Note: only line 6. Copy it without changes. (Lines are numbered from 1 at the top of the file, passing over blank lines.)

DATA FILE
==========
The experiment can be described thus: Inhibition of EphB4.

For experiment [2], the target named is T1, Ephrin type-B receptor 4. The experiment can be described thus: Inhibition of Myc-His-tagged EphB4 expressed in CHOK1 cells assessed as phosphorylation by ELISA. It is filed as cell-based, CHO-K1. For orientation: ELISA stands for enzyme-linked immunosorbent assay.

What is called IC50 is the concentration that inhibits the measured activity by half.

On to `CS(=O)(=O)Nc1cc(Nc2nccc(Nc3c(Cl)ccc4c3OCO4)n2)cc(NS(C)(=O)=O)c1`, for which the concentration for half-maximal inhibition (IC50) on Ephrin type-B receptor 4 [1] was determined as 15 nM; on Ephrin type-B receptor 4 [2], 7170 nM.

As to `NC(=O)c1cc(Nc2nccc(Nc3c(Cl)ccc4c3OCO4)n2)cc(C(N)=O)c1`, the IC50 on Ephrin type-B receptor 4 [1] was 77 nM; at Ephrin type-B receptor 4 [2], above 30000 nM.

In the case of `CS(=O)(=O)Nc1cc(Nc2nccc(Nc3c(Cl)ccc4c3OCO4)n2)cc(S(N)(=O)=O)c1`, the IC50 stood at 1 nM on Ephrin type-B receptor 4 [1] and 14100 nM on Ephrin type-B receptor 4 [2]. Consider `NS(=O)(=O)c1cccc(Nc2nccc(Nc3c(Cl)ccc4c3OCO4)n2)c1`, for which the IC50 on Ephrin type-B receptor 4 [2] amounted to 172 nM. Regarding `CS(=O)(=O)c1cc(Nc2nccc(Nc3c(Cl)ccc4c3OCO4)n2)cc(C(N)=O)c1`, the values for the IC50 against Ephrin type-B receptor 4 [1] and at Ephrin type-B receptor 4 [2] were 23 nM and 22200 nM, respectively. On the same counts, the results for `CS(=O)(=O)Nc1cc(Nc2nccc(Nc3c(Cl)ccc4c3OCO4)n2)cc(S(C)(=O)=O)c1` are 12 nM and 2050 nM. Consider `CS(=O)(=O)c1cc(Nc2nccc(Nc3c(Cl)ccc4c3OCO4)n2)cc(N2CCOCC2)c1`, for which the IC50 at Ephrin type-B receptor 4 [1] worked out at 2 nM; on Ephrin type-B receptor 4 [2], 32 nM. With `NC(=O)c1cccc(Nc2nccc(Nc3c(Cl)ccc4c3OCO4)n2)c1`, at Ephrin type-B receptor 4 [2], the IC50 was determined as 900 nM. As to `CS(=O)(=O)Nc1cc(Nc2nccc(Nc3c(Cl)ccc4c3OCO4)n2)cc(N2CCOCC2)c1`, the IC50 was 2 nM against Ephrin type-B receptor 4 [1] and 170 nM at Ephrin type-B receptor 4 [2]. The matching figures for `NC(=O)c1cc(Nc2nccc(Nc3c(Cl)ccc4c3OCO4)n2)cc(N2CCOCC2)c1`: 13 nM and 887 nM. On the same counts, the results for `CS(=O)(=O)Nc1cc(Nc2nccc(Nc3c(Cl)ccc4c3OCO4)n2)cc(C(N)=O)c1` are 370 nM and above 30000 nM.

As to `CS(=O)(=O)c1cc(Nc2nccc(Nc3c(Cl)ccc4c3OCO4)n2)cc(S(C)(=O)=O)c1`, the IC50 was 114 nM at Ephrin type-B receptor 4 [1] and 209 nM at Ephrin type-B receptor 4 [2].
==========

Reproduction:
In the case of `CS(=O)(=O)Nc1cc(Nc2nccc(Nc3c(Cl)ccc4c3OCO4)n2)cc(S(N)(=O)=O)c1`, the IC50 stood at 1 nM on Ephrin type-B receptor 4 [1] and 14100 nM on Ephrin type-B receptor 4 [2]. Consider `NS(=O)(=O)c1cccc(Nc2nccc(Nc3c(Cl)ccc4c3OCO4)n2)c1`, for which the IC50 on Ephrin type-B receptor 4 [2] amounted to 172 nM. Regarding `CS(=O)(=O)c1cc(Nc2nccc(Nc3c(Cl)ccc4c3OCO4)n2)cc(C(N)=O)c1`, the values for the IC50 against Ephrin type-B receptor 4 [1] and at Ephrin type-B receptor 4 [2] were 23 nM and 22200 nM, respectively. On the same counts, the results for `CS(=O)(=O)Nc1cc(Nc2nccc(Nc3c(Cl)ccc4c3OCO4)n2)cc(S(C)(=O)=O)c1` are 12 nM and 2050 nM. Consider `CS(=O)(=O)c1cc(Nc2nccc(Nc3c(Cl)ccc4c3OCO4)n2)cc(N2CCOCC2)c1`, for which the IC50 at Ephrin type-B receptor 4 [1] worked out at 2 nM; on Ephrin type-B receptor 4 [2], 32 nM. With `NC(=O)c1cccc(Nc2nccc(Nc3c(Cl)ccc4c3OCO4)n2)c1`, at Ephrin type-B receptor 4 [2], the IC50 was determined as 900 nM. As to `CS(=O)(=O)Nc1cc(Nc2nccc(Nc3c(Cl)ccc4c3OCO4)n2)cc(N2CCOCC2)c1`, the IC50 was 2 nM against Ephrin type-B receptor 4 [1] and 170 nM at Ephrin type-B receptor 4 [2]. The matching figures for `NC(=O)c1cc(Nc2nccc(Nc3c(Cl)ccc4c3OCO4)n2)cc(N2CCOCC2)c1`: 13 nM and 887 nM. On the same counts, the results for `CS(=O)(=O)Nc1cc(Nc2nccc(Nc3c(Cl)ccc4c3OCO4)n2)cc(C(N)=O)c1` are 370 nM and above 30000 nM.